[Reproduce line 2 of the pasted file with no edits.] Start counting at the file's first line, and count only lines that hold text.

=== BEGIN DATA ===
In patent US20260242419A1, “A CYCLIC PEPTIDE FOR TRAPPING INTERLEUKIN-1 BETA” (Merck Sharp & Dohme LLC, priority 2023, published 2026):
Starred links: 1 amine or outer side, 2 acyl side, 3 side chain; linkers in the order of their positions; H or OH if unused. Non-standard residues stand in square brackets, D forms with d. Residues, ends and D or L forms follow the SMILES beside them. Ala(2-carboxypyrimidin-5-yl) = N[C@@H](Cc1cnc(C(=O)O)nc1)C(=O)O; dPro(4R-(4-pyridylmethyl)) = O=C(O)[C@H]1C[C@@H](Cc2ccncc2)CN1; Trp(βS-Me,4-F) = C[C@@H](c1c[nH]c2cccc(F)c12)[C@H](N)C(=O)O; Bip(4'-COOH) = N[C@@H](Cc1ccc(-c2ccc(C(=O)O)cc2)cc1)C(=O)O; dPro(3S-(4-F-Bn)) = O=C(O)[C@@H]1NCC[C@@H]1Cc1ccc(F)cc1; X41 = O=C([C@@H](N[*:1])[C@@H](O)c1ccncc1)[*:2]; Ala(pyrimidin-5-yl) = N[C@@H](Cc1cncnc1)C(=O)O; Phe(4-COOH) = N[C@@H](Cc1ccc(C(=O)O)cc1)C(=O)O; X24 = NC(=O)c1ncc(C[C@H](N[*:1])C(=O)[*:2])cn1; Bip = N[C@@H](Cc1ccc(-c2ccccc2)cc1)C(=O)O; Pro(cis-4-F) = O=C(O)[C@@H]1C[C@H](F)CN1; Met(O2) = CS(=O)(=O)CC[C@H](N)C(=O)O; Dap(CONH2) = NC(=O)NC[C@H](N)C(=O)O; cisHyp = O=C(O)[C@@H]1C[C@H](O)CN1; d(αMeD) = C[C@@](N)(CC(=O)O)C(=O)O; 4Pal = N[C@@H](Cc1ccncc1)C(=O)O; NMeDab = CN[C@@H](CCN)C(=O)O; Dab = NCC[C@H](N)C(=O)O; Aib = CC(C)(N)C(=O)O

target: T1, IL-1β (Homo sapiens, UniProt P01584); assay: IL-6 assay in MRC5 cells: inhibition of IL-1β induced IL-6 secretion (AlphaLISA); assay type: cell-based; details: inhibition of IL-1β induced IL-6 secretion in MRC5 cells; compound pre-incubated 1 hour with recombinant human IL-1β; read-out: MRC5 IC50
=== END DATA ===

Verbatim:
Starred links: 1 amine or outer side, 2 acyl side, 3 side chain; linkers in the order of their positions; H or OH if unused. Non-standard residues stand in square brackets, D forms with d. Residues, ends and D or L forms follow the SMILES beside them. Ala(2-carboxypyrimidin-5-yl) = N[C@@H](Cc1cnc(C(=O)O)nc1)C(=O)O; dPro(4R-(4-pyridylmethyl)) = O=C(O)[C@H]1C[C@@H](Cc2ccncc2)CN1; Trp(βS-Me,4-F) = C[C@@H](c1c[nH]c2cccc(F)c12)[C@H](N)C(=O)O; Bip(4'-COOH) = N[C@@H](Cc1ccc(-c2ccc(C(=O)O)cc2)cc1)C(=O)O; dPro(3S-(4-F-Bn)) = O=C(O)[C@@H]1NCC[C@@H]1Cc1ccc(F)cc1; X41 = O=C([C@@H](N[*:1])[C@@H](O)c1ccncc1)[*:2]; Ala(pyrimidin-5-yl) = N[C@@H](Cc1cncnc1)C(=O)O; Phe(4-COOH) = N[C@@H](Cc1ccc(C(=O)O)cc1)C(=O)O; X24 = NC(=O)c1ncc(C[C@H](N[*:1])C(=O)[*:2])cn1; Bip = N[C@@H](Cc1ccc(-c2ccccc2)cc1)C(=O)O; Pro(cis-4-F) = O=C(O)[C@@H]1C[C@H](F)CN1; Met(O2) = CS(=O)(=O)CC[C@H](N)C(=O)O; Dap(CONH2) = NC(=O)NC[C@H](N)C(=O)O; cisHyp = O=C(O)[C@@H]1C[C@H](O)CN1; d(αMeD) = C[C@@](N)(CC(=O)O)C(=O)O; 4Pal = N[C@@H](Cc1ccncc1)C(=O)O; NMeDab = CN[C@@H](CCN)C(=O)O; Dab = NCC[C@H](N)C(=O)O; Aib = CC(C)(N)C(=O)O